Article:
“The 2016 Presidential Election has left me gutted. I think we’ve all heard enough Monday morning quarterbacking. I have nothing to add other than I feel empty. And anxious. And while I’m at it, I’m depressed.
The old Spiritual “Rise Above It” comes to mind, but my general state of lassitude dampens any inclination to sing. My husband tells me to ‘put it (my weary dissatisfaction ) in a box and stash the box on a shelf in the closet.’ When he says this, I want to hit him.
But hearing of Leonard Cohen’s death, has paradoxically cheered me. Not his death, of course, but listening to him sing “Hallelujah” has lifted my spirits.
What is it about poetry that can lift the spirits? Leonard Cohen said that he got into music because he couldn’t make a living as a poet. To my mind, as a poet who made music, he did both.
I’m always surprised by synchronicity – the seemingly random meshing of two odd bits. Reading Cohen’s obituary this morning, I came across his lyrics for “Bird on a Wire”: Like a bird on a wire, / like a drunk in a midnight choir, / I have tried in my way to be free.
And those lyrics hopscotched me to a piece I must have written ten or so years ago. It fits my post-election despair as well as Leonard Cohen’s “Bird on a Wire.”
During the day, my glass is half full, but at night, I’m deviled by night sweats.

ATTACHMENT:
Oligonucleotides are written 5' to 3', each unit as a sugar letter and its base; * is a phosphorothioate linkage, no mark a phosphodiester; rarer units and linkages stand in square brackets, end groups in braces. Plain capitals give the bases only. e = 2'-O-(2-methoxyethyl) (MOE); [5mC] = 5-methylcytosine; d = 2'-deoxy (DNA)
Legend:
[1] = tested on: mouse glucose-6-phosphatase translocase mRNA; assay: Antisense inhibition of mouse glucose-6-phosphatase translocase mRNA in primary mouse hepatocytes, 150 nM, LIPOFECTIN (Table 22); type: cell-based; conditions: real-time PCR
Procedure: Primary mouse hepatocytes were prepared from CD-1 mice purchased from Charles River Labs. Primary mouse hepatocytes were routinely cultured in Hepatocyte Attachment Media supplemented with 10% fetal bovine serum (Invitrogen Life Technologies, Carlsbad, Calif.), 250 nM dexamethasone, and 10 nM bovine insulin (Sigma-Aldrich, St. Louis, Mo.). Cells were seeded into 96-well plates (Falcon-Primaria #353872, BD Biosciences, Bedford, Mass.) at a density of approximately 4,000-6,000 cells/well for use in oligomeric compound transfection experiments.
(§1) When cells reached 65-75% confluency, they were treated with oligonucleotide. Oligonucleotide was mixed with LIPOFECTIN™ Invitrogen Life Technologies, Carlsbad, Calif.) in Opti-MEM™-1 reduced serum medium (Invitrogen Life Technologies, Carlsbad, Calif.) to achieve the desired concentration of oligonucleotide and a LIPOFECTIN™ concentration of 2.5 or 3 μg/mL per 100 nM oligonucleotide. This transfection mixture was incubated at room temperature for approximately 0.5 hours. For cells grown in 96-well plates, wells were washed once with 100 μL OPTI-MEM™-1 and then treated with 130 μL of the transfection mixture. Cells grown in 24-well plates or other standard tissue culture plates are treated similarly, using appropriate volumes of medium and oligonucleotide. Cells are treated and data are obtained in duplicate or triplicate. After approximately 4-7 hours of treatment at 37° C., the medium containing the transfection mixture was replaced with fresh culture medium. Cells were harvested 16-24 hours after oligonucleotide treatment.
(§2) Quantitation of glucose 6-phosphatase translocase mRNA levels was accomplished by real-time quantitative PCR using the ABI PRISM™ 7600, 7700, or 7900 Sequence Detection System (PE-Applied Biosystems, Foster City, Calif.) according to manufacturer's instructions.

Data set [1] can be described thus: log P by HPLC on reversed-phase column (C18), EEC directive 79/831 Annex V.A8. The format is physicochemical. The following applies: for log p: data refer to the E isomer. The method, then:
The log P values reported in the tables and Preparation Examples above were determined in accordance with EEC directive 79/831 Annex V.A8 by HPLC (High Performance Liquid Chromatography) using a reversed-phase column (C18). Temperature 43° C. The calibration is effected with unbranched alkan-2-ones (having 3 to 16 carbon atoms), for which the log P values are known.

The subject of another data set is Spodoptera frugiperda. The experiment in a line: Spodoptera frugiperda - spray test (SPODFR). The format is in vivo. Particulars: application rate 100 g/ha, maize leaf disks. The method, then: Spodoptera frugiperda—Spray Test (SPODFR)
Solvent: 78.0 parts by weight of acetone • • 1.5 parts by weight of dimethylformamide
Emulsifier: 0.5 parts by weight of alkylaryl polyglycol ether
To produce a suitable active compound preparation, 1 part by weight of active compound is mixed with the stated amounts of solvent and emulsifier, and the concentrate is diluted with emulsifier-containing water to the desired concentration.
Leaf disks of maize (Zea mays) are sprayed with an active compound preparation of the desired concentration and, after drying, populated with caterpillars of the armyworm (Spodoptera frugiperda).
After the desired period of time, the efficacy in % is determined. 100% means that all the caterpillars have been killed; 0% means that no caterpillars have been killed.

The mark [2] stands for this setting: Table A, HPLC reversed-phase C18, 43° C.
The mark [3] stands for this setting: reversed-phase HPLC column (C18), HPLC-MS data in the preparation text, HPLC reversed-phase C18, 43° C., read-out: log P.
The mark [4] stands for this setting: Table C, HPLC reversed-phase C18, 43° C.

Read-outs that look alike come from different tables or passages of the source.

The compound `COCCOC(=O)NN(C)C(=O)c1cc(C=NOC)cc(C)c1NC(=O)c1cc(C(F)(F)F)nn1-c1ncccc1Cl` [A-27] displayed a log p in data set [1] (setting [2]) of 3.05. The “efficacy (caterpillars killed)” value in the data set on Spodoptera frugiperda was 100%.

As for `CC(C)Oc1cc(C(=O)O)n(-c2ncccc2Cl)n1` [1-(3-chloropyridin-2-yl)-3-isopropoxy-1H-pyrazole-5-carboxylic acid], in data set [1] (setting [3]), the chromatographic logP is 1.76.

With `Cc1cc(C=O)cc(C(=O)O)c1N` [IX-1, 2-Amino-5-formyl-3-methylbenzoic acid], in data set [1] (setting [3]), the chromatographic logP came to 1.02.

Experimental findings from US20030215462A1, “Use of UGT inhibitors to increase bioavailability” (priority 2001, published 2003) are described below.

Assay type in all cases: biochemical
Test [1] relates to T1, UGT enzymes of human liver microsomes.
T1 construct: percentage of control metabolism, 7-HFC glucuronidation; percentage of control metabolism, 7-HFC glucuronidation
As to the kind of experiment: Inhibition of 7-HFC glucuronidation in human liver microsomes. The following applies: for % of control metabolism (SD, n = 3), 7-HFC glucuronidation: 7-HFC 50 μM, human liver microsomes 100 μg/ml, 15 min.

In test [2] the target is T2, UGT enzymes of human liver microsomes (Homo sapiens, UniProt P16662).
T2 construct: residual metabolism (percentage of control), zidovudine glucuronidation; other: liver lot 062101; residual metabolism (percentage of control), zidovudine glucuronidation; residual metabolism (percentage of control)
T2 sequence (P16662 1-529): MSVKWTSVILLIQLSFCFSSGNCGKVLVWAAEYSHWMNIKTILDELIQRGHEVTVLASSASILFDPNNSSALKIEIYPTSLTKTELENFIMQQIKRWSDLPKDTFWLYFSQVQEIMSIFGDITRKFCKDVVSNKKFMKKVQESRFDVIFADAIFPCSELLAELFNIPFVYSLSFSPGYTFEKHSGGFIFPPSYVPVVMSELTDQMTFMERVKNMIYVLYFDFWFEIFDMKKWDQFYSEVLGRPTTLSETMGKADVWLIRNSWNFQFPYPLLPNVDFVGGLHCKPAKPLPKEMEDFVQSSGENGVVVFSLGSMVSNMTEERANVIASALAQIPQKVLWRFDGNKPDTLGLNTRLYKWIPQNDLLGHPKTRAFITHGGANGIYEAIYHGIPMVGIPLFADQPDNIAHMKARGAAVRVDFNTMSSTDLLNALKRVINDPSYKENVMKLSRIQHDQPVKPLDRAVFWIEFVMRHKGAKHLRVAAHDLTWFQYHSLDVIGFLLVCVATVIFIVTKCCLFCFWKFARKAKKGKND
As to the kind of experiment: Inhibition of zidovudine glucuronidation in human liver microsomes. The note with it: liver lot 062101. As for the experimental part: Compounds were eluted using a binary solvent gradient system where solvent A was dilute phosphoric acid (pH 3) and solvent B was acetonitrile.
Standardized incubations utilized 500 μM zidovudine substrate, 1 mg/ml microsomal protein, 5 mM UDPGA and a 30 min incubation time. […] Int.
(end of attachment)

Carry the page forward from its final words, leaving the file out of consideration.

I’m on a high wire. The wire sways. The end opposite is hazy in the lights and circus sawdust. Tentatively, I arch my instep, point my toes, and after a dramatic pause, I place one foot on the wire. I feel it flex. I take another step and then another. I hate this. The wire sways. I feel myself pitch into space. Arms flailing, I manage to catch hold of the wire. I won’t fall… I won’t…
The audience gasps one giant in-take of breath – one collective response to being punched in the stomach. They point their phones at me. Are they saving me for home viewing, or are they beaming me to the BBC? Am I breaking news?
I cling to the wire. It cuts into my flesh. My hands are greasy with sweat. The muscles of my arms twitch.
The clowns scramble. Running round the center ring with seltzer bottles, they try to distract the audience. The crowd won’t have it. I’m the star attraction. Better than the elephants or the man-eating tigers. Which clown will risk his life to break my fall? Clyde with the red nose or Fred with the frizzy orange hair? Perhaps neither.
But here come the Shetland ponies into the center ring and the ponies are hitched to a wagon and in the wagon is a … glass of… water. It looks like water.
If I’m lucky, I’ll drop into the glass of water. It looks half empty.
As to whether the glass is half full or half empty, who knows? Time will tell. or we could ask one of the Second Street Owls. Meanwhile, I’ll listen to Leonard Cohen and soothe my savaged soul.